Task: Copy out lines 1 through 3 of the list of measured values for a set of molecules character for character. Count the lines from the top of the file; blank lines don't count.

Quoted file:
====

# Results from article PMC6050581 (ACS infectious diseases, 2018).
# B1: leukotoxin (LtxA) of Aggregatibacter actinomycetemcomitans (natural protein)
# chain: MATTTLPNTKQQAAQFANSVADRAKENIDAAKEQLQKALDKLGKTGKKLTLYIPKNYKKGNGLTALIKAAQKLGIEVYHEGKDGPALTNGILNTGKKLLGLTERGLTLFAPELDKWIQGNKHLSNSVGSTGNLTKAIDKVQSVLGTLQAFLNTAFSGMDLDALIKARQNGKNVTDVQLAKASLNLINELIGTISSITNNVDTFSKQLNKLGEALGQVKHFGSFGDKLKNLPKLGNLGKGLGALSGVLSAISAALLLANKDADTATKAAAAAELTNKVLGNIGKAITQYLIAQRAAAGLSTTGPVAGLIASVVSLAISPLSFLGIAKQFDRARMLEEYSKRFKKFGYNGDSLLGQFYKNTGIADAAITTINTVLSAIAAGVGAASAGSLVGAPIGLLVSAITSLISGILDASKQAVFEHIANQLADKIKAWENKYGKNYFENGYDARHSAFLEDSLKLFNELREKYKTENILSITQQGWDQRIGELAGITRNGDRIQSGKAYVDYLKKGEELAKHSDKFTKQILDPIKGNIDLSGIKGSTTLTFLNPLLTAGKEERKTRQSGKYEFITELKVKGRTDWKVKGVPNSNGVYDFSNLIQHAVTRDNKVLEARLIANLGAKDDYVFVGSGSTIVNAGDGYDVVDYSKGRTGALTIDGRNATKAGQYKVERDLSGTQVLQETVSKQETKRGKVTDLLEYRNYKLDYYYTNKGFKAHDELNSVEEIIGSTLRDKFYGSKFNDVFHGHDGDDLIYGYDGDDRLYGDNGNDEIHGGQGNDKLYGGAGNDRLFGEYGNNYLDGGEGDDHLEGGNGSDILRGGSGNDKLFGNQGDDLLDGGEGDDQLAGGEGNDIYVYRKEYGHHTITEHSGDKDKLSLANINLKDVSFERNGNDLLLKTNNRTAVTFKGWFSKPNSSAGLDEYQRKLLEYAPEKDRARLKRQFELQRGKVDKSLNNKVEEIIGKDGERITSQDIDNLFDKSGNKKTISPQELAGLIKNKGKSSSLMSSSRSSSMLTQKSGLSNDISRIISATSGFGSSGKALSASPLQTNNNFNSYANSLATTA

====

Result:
# Results from article PMC6050581 (ACS infectious diseases, 2018).
# B1: leukotoxin (LtxA) of Aggregatibacter actinomycetemcomitans (natural protein)
# chain: MATTTLPNTKQQAAQFANSVADRAKENIDAAKEQLQKALDKLGKTGKKLTLYIPKNYKKGNGLTALIKAAQKLGIEVYHEGKDGPALTNGILNTGKKLLGLTERGLTLFAPELDKWIQGNKHLSNSVGSTGNLTKAIDKVQSVLGTLQAFLNTAFSGMDLDALIKARQNGKNVTDVQLAKASLNLINELIGTISSITNNVDTFSKQLNKLGEALGQVKHFGSFGDKLKNLPKLGNLGKGLGALSGVLSAISAALLLANKDADTATKAAAAAELTNKVLGNIGKAITQYLIAQRAAAGLSTTGPVAGLIASVVSLAISPLSFLGIAKQFDRARMLEEYSKRFKKFGYNGDSLLGQFYKNTGIADAAITTINTVLSAIAAGVGAASAGSLVGAPIGLLVSAITSLISGILDASKQAVFEHIANQLADKIKAWENKYGKNYFENGYDARHSAFLEDSLKLFNELREKYKTENILSITQQGWDQRIGELAGITRNGDRIQSGKAYVDYLKKGEELAKHSDKFTKQILDPIKGNIDLSGIKGSTTLTFLNPLLTAGKEERKTRQSGKYEFITELKVKGRTDWKVKGVPNSNGVYDFSNLIQHAVTRDNKVLEARLIANLGAKDDYVFVGSGSTIVNAGDGYDVVDYSKGRTGALTIDGRNATKAGQYKVERDLSGTQVLQETVSKQETKRGKVTDLLEYRNYKLDYYYTNKGFKAHDELNSVEEIIGSTLRDKFYGSKFNDVFHGHDGDDLIYGYDGDDRLYGDNGNDEIHGGQGNDKLYGGAGNDRLFGEYGNNYLDGGEGDDHLEGGNGSDILRGGSGNDKLFGNQGDDLLDGGEGDDQLAGGEGNDIYVYRKEYGHHTITEHSGDKDKLSLANINLKDVSFERNGNDLLLKTNNRTAVTFKGWFSKPNSSAGLDEYQRKLLEYAPEKDRARLKRQFELQRGKVDKSLNNKVEEIIGKDGERITSQDIDNLFDKSGNKKTISPQELAGLIKNKGKSSSLMSSSRSSSMLTQKSGLSNDISRIISATSGFGSSGKALSASPLQTNNNFNSYANSLATTA